Best of blessing

This week’s Torah reading is chock full of blessings. All of the sons of Ya’akov Avinu and two of his grandsons are blessed and become the SHIVTEI KAH, Tribes of God. So, it’s a great opportunity to discuss the idea of blessings. To get to that analysis I must first unpack at least part of these blessings. These BRACHOT are a combination of best wishes and destiny. Since we can’t do them all, I’m going to focus on the BRACHA of Yosef. It’s the longest and most personal of the BRACHOT. After all, Ya’akov did love him the most, but it’s not the most powerful of the BRACHOT, which went to Yehuda, our once and future monarch. 

Yosef’s blessing (Breishit 49:22-26) contains everything, but ultimate rule. He is granted wealth, fertility and power. On the other hand, he is informed that there will be a great cost, in the enmity of many (‘people shot arrows at him and harried him’, verse 23), including family. Most beautifully, Ya’akov informs him that none have been or will be blessed more powerfully than he (verse 26). 

Let’s focus on the introduction: BEN PORAT YOSEF, BEN PORAT ALEI AYIN (verse 22). There are many opinions about how to translate this poetic beginning to the blessing. JPS: Joseph is a wild ass, a wild ass by a spring. Alter: A fruitful son is Yosef, a fruitful son by a spring. Most Christian translations: A fruitful bough (or vine). Hirsch: a noble son. And Rashi: a son of grace (CHEN). And this doesn’t include the non-literal translation from many Midrashim: son of a bull (or cow), interpreter of dreams, one who suffers treachery. Plus, Rav Kaplan OB”M notes that PORAT may come from the Egyptian term for grain, because he saved the grain harvests during the years of plenty. 

Wow! That’s a lot to choose from. Let’s focus on a couple of approaches. The Kedushat Levi suggests very simply that the formidable fruitfulness of Yosef is self-evident. He’s the only son who gets two tribes, Efrayim and Menashe. His growth is guaranteed to be exponential, because he begins with double the gene pool. 

The Maor V’shemesh, on the other hand, posits that our verse has no literal meaning at all. He goes on to inform us that the great expansion described in this verse is all about the nature of the ZADIK. He says: It appears to me that the verses hint at the lofty level of the ZADIK, who ascends through all Divine realms. The expansion of Yosef, and, therefore of the prototypical ZADIK, isn’t of our earthly realm at all, rather it’s about esoteric heights, undreamed of, by the rest of us.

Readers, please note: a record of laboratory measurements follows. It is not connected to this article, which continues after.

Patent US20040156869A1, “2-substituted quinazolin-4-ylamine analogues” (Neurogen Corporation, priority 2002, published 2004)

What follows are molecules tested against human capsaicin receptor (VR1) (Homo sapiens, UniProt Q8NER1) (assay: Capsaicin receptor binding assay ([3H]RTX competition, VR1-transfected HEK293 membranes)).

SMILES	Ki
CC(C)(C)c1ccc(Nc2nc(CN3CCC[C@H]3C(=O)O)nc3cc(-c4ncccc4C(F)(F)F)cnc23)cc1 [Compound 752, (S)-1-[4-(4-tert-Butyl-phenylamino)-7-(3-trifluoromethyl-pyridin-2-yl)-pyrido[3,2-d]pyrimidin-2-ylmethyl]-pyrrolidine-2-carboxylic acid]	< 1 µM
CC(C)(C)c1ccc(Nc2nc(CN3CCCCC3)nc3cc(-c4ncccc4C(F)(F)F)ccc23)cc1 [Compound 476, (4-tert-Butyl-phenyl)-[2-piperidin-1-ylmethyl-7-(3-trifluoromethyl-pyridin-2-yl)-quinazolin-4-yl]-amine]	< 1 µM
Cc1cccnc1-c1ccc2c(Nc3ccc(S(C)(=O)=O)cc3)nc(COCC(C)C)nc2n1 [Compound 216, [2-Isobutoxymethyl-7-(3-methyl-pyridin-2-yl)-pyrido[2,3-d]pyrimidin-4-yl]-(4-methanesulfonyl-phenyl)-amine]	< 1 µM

Finally, let’s look at the Kli Yakar. The great rabbi of Prague explains that this blessing is perfectly appropriate. The term PORAT is related to PIRYA V’RIVYA (‘be fruitful and multiply’). This is eminently logical because the name Yosef comes from L’HOSIF, to add or increase. These two terms were made for each other; they are two ways of describing the same phenomenon. PIRYA explains the process of numerical growth through abundant births; HOSAFA refers to the prolific end product, numerous offspring. This is very appropriate (and cool). 

What are BRACHOT? The term seems to mean increase. An ultimate BRACHA perfectly mates the sentiment and good wishes of the blesser to the innate propensities of the blessee. This BRACHA, was probably the best shidduch of blessing to recipient, because growth and expansion was the essence of Yosef. 

Why did this blessing best mate the content to the child? Actually, Ya’akov hinted at the answer: The BRACHOT of your father are stronger (surpass, superior) than the BRACHOT of my parents (verse 26). Ya’akov sensed that no parent had ever been as connected to an offspring as Ya’akov’s soul was conjoined with Yosef’s. Ya’akov’s ability to bless wasn’t more powerful than his predecessors, but his link to Yosef was. 

As parents we truly want the best for our beloved children. That’s why we bless them. The most amazing BRACHOT can’t be found in our aspirations for our offspring, but must be discovered in their precious souls. Bless your child? Know your child!!

About the Author
Born in Malden, MA, 1950. Graduate of YU, taught for Rabbi Riskin in Riverdale, NY, and then for 18 years in Efrat with R. Riskin and R. Brovender at Yeshivat Hamivtar. Spent 16 years as Educational Director, Cong. Agudath Sholom, Stamford, CT. Now teach at OU Center and Yeshivat Orayta.
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